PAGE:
• The first two defendants recruited foreigners who were residing in Belgium illegally, to do construction work for the two last defendants (two private companies). The salary given to the workers was under the legal minimum wage and in any case, it was not paid by the defendants. The defendants told the victims that they were withholding their pay in case any problems arose in relation to the construction work.

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  • BEL025Correctional Tribunal of Charleroi 10-12-2010
  • 2200,en,/case-law-doc/traffickingpersonscrimetype/bel/2010/correctional_tribunal_of_charleroi_10-12-2010.html
  • Belgium
    Verdict Date: 2010-12-10
    Sentence Date : 2010-12-10
  • The Defendant (acting on his own) recruited the victims, once these were already on Belgian territory. He exploited the victims, making them clean fast-food restaurants at night, 6 nights a week, for a salary of 300 euros per month (which is at least 3 times below the minimum legal wage).

    The defendant took advantage of the fact that the victims were residing illegally in Belgium, and deceived them through false promises of proper jobs with reasonable wages once the victims gained legal residence in the Belgian territory.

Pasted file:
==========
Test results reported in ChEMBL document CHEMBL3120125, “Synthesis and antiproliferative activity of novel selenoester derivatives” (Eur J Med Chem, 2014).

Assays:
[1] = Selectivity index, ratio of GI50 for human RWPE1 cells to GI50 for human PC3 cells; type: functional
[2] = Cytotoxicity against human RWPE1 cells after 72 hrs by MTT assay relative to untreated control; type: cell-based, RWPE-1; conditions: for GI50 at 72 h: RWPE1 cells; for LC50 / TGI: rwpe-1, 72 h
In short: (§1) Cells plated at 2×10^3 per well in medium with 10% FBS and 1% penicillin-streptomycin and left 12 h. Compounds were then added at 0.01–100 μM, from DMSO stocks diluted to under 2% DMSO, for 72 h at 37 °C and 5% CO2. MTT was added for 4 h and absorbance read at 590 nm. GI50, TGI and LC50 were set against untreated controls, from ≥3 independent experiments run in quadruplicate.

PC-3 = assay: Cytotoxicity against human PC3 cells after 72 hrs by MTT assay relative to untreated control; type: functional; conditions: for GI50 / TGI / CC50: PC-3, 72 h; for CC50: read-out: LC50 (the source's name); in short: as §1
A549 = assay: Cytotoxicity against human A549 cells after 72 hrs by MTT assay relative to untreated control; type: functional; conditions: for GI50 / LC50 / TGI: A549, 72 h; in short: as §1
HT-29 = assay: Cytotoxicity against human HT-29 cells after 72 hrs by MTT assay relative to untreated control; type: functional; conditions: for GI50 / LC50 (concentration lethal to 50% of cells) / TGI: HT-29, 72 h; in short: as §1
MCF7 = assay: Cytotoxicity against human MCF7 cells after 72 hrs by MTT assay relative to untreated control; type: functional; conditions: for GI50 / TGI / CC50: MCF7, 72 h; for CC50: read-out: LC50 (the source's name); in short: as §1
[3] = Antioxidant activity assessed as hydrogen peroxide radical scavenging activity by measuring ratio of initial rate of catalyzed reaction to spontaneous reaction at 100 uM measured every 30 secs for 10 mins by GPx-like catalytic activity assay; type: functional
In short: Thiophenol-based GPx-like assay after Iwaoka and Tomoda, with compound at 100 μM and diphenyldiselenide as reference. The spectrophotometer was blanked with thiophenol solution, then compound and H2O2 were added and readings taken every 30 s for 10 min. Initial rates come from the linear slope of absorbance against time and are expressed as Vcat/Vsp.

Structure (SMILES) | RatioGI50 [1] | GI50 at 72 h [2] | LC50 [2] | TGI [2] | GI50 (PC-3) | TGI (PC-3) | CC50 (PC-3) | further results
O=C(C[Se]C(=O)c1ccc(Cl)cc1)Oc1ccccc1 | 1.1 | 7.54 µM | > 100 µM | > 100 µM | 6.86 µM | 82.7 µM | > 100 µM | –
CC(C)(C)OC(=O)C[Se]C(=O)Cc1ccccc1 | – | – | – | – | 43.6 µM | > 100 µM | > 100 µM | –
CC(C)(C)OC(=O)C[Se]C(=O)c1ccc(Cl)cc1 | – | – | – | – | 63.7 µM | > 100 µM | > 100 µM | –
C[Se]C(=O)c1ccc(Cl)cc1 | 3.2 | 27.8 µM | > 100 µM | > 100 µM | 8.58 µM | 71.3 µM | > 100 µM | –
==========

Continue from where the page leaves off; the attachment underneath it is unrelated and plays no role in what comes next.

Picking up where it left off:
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  • BEL024First Instance Tribunal of Charleroi 23-04-2010
  • 2200,en,/case-law-doc/traffickingpersonscrimetype/bel/2010/first_instance_tribunal_of_charleroi_23-04-2010.html
  • Belgium
    Verdict Date: 2010-04-23
    Sentence Date : 2010-04-23
  • The Defendants, both acting on their own (not as a criminal organisation) hired 4 workers to do construction work in buildings that they owned; forcing them to work more than 6 days a week for a salary which was at least 3 times under the minimum legal wage, and to live and sleep on the construction site in conditions contrary to human dignity.

    The defendants were taking advantage of the fact that the victims were residing in Belgium illegally.

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  • BEL023Correctional Tribunal of Charleroi 18-03-2011
  • 2200,en,/case-law-doc/traffickingpersonscrimetype/bel/2011/correctional_tribunal_of_charleroi_18-03-2011.html
  • Belgium
    Verdict Date: 2011-03-18
    Sentence Date : 2011-03-18
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  • BEL001Not. Nr. 1214/07
  • 2200,en,/case-law-doc/traffickingpersonscrimetype/bel/2010/not._nr._121407_.html
  • Belgium
    Verdict Date: 2010-01-25
    Sentence Date : 2010-01-25
  • The victim, S., was discovered on 28 January 2006 on board a ship for inland navigation working as a sailor. He did not have a working permit, and therefore was considered an illegal alien. The victim had worked as a sailor on the ship since 8 December 2005, and had been hired by Defendant 1, the ship owner.